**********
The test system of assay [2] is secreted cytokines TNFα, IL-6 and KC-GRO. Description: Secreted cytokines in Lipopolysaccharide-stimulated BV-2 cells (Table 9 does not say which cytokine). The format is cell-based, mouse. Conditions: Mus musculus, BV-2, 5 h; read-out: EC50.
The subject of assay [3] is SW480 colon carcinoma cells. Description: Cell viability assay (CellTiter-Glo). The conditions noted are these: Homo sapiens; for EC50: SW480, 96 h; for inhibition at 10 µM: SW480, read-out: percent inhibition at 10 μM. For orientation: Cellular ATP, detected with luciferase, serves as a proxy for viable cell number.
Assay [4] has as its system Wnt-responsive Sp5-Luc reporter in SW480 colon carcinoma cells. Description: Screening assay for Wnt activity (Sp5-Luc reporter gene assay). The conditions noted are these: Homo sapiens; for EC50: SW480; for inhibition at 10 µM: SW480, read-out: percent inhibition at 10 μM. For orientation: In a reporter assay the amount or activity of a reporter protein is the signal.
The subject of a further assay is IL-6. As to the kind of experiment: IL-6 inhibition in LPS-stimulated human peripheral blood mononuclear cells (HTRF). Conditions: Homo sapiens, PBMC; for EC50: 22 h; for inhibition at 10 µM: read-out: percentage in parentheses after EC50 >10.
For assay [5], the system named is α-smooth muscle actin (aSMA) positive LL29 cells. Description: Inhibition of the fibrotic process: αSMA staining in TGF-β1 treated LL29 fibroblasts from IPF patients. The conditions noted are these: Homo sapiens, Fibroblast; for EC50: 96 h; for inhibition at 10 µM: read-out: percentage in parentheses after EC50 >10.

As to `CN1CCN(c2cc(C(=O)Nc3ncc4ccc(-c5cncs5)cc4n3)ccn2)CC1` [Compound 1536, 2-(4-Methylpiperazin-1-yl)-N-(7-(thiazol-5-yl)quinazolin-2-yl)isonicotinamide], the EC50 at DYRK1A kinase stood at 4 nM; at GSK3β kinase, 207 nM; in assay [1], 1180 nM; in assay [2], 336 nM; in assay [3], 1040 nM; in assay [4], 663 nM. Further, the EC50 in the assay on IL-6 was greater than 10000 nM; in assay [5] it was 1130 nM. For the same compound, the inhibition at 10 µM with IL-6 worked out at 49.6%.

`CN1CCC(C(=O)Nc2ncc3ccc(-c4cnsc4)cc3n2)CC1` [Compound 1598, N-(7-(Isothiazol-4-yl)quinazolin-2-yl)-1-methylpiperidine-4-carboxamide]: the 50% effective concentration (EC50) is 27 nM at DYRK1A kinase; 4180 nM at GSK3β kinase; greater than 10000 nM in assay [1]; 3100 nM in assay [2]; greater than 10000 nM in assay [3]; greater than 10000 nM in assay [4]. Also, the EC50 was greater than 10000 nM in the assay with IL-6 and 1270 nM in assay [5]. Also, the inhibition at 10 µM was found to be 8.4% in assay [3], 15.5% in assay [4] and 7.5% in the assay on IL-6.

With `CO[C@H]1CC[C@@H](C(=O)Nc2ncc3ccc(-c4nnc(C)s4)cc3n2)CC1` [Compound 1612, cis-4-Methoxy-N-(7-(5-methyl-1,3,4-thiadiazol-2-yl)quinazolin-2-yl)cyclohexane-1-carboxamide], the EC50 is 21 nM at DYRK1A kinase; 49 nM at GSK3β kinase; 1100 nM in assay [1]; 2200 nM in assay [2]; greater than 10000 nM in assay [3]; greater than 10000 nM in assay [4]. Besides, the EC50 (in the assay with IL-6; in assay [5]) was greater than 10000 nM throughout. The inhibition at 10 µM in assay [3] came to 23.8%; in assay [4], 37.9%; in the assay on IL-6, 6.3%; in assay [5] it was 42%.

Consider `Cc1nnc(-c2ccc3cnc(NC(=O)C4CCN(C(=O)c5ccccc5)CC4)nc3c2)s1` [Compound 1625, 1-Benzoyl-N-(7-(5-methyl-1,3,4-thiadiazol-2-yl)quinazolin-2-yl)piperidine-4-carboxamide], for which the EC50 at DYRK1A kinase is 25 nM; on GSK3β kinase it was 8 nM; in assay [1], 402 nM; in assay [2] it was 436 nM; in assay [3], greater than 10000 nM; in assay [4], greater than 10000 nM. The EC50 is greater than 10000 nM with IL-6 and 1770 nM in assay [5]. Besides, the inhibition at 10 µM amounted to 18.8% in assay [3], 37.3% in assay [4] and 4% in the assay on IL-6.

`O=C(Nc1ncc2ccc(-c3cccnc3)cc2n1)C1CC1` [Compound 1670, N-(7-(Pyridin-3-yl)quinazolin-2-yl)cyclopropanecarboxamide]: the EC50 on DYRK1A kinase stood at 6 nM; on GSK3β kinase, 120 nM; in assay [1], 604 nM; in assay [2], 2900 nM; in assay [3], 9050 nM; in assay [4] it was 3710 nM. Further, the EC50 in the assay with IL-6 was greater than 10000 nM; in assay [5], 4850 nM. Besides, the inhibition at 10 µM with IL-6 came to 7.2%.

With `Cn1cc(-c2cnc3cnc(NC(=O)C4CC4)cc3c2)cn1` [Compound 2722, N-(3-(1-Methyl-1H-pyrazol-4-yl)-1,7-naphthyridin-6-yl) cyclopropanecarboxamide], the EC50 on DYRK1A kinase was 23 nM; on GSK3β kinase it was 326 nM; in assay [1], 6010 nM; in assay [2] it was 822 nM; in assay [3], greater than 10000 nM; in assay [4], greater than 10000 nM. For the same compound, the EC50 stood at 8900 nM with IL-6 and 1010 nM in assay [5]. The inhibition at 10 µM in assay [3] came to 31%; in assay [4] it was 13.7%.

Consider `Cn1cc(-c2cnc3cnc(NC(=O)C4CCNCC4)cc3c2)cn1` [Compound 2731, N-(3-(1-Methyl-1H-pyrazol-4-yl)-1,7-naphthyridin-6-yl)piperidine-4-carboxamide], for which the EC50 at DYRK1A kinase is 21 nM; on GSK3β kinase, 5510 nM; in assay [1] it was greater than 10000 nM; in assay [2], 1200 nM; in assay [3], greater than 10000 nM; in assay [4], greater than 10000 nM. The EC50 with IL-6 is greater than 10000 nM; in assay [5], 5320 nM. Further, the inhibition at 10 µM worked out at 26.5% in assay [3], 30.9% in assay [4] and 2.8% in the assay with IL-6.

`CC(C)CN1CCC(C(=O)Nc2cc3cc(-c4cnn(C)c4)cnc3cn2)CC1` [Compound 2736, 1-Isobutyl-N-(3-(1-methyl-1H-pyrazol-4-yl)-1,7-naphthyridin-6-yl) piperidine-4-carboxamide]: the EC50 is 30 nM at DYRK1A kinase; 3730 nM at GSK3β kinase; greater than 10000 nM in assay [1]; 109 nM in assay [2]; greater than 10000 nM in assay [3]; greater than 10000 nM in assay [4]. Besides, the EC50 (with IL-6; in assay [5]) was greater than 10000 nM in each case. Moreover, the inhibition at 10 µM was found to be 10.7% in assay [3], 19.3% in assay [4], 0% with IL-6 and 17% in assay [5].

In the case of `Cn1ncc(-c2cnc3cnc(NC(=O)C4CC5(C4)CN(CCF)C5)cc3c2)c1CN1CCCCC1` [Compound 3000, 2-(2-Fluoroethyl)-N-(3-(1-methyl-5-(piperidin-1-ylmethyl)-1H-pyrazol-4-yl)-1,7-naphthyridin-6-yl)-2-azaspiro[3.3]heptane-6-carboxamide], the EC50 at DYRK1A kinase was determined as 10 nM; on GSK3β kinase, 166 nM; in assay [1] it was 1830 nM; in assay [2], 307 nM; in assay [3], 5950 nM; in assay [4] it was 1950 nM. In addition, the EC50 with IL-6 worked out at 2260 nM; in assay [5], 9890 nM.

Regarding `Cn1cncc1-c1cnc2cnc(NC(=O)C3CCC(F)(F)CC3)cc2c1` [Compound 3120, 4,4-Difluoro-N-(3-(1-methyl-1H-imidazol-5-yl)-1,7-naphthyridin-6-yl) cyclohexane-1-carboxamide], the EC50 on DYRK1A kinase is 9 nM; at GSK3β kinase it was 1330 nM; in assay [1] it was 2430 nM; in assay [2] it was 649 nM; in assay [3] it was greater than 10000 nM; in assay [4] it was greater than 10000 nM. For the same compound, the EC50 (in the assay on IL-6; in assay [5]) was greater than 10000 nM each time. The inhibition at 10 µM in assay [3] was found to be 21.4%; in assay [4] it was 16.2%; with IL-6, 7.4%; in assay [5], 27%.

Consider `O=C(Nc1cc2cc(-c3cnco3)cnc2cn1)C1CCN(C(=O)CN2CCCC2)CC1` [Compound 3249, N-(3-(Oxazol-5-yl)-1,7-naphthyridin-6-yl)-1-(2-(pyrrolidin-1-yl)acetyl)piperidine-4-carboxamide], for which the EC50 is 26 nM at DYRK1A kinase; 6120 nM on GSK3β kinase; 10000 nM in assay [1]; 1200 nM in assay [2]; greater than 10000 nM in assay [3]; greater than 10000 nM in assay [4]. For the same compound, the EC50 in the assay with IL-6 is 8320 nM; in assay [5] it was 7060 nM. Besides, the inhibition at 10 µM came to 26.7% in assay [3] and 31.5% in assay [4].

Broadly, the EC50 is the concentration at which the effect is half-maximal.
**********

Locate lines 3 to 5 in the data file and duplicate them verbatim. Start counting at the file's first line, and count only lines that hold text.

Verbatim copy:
Assay [4] has as its system Wnt-responsive Sp5-Luc reporter in SW480 colon carcinoma cells. Description: Screening assay for Wnt activity (Sp5-Luc reporter gene assay). The conditions noted are these: Homo sapiens; for EC50: SW480; for inhibition at 10 µM: SW480, read-out: percent inhibition at 10 μM. For orientation: In a reporter assay the amount or activity of a reporter protein is the signal.
The subject of a further assay is IL-6. As to the kind of experiment: IL-6 inhibition in LPS-stimulated human peripheral blood mononuclear cells (HTRF). Conditions: Homo sapiens, PBMC; for EC50: 22 h; for inhibition at 10 µM: read-out: percentage in parentheses after EC50 >10.
For assay [5], the system named is α-smooth muscle actin (aSMA) positive LL29 cells. Description: Inhibition of the fibrotic process: αSMA staining in TGF-β1 treated LL29 fibroblasts from IPF patients. The conditions noted are these: Homo sapiens, Fibroblast; for EC50: 96 h; for inhibition at 10 µM: read-out: percentage in parentheses after EC50 >10.